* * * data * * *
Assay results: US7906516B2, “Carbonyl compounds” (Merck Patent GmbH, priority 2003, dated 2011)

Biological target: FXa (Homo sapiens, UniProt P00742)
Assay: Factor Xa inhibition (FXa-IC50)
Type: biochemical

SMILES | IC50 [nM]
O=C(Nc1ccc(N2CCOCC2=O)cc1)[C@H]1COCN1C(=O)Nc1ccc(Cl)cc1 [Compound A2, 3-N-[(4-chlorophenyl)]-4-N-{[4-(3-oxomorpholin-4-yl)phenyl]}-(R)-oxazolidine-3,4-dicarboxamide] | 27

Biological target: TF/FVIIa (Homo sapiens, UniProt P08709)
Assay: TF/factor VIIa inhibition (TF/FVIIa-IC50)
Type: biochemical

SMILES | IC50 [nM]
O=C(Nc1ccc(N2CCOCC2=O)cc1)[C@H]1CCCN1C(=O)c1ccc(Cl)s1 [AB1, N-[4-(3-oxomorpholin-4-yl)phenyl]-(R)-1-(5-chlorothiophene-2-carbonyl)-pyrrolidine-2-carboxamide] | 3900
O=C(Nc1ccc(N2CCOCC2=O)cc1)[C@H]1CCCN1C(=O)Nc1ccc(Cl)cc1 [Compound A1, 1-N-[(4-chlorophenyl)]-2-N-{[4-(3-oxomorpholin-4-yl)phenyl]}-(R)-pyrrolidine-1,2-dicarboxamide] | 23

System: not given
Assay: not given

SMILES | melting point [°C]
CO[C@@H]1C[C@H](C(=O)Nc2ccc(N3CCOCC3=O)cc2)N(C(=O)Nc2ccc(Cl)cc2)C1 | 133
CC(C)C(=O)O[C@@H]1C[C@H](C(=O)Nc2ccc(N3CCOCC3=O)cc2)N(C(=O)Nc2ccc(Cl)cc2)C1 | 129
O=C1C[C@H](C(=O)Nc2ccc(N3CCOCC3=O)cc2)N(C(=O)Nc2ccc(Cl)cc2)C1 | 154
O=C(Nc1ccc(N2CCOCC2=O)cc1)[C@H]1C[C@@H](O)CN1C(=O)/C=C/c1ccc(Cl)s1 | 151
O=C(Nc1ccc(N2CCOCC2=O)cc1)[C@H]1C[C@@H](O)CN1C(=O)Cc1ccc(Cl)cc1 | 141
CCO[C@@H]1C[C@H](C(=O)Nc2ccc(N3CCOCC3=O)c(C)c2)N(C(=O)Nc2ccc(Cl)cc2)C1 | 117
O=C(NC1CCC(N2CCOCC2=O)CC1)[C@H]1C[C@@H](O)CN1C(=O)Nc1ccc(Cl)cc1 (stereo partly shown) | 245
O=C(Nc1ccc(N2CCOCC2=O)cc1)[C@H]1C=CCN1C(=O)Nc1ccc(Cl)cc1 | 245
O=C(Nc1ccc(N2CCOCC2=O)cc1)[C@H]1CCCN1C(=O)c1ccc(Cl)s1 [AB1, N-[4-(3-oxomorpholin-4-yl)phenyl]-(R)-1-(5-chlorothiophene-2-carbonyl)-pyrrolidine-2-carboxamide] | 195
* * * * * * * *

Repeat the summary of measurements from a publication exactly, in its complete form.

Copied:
Assay results: US7906516B2, “Carbonyl compounds” (Merck Patent GmbH, priority 2003, dated 2011)

Biological target: FXa (Homo sapiens, UniProt P00742)
Assay: Factor Xa inhibition (FXa-IC50)
Type: biochemical

SMILES | IC50 [nM]
O=C(Nc1ccc(N2CCOCC2=O)cc1)[C@H]1COCN1C(=O)Nc1ccc(Cl)cc1 [Compound A2, 3-N-[(4-chlorophenyl)]-4-N-{[4-(3-oxomorpholin-4-yl)phenyl]}-(R)-oxazolidine-3,4-dicarboxamide] | 27

Biological target: TF/FVIIa (Homo sapiens, UniProt P08709)
Assay: TF/factor VIIa inhibition (TF/FVIIa-IC50)
Type: biochemical

SMILES | IC50 [nM]
O=C(Nc1ccc(N2CCOCC2=O)cc1)[C@H]1CCCN1C(=O)c1ccc(Cl)s1 [AB1, N-[4-(3-oxomorpholin-4-yl)phenyl]-(R)-1-(5-chlorothiophene-2-carbonyl)-pyrrolidine-2-carboxamide] | 3900
O=C(Nc1ccc(N2CCOCC2=O)cc1)[C@H]1CCCN1C(=O)Nc1ccc(Cl)cc1 [Compound A1, 1-N-[(4-chlorophenyl)]-2-N-{[4-(3-oxomorpholin-4-yl)phenyl]}-(R)-pyrrolidine-1,2-dicarboxamide] | 23

System: not given
Assay: not given

SMILES | melting point [°C]
CO[C@@H]1C[C@H](C(=O)Nc2ccc(N3CCOCC3=O)cc2)N(C(=O)Nc2ccc(Cl)cc2)C1 | 133
CC(C)C(=O)O[C@@H]1C[C@H](C(=O)Nc2ccc(N3CCOCC3=O)cc2)N(C(=O)Nc2ccc(Cl)cc2)C1 | 129
O=C1C[C@H](C(=O)Nc2ccc(N3CCOCC3=O)cc2)N(C(=O)Nc2ccc(Cl)cc2)C1 | 154
O=C(Nc1ccc(N2CCOCC2=O)cc1)[C@H]1C[C@@H](O)CN1C(=O)/C=C/c1ccc(Cl)s1 | 151
O=C(Nc1ccc(N2CCOCC2=O)cc1)[C@H]1C[C@@H](O)CN1C(=O)Cc1ccc(Cl)cc1 | 141
CCO[C@@H]1C[C@H](C(=O)Nc2ccc(N3CCOCC3=O)c(C)c2)N(C(=O)Nc2ccc(Cl)cc2)C1 | 117
O=C(NC1CCC(N2CCOCC2=O)CC1)[C@H]1C[C@@H](O)CN1C(=O)Nc1ccc(Cl)cc1 (stereo partly shown) | 245
O=C(Nc1ccc(N2CCOCC2=O)cc1)[C@H]1C=CCN1C(=O)Nc1ccc(Cl)cc1 | 245
O=C(Nc1ccc(N2CCOCC2=O)cc1)[C@H]1CCCN1C(=O)c1ccc(Cl)s1 [AB1, N-[4-(3-oxomorpholin-4-yl)phenyl]-(R)-1-(5-chlorothiophene-2-carbonyl)-pyrrolidine-2-carboxamide] | 195